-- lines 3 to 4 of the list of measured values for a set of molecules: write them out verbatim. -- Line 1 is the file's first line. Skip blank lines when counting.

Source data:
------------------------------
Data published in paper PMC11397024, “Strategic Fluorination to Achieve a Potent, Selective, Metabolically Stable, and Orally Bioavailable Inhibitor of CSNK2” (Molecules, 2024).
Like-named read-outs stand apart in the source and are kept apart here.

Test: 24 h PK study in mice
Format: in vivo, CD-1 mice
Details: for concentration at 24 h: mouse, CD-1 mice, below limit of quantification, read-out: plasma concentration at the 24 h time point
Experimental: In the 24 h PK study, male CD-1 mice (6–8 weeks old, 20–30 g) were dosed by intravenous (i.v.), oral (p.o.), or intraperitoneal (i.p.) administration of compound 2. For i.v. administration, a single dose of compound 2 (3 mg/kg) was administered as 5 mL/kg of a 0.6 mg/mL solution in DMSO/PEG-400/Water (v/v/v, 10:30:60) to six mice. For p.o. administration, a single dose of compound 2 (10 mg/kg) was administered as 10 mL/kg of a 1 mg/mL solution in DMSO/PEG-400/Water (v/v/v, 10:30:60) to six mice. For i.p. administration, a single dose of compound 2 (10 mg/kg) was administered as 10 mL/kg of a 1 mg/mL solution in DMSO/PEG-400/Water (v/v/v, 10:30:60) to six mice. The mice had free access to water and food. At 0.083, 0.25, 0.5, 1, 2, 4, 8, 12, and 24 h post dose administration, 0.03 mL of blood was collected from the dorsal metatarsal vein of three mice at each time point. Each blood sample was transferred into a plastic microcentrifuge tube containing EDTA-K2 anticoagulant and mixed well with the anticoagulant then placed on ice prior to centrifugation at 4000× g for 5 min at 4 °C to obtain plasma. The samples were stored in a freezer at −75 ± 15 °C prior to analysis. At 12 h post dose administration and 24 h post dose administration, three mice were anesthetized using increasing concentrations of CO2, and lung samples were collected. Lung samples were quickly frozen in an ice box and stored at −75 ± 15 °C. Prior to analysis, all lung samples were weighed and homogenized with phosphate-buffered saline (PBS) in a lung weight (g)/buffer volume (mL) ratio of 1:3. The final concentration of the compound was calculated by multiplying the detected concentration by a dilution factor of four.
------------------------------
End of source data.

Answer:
Test: 24 h PK study in mice
Format: in vivo, CD-1 mice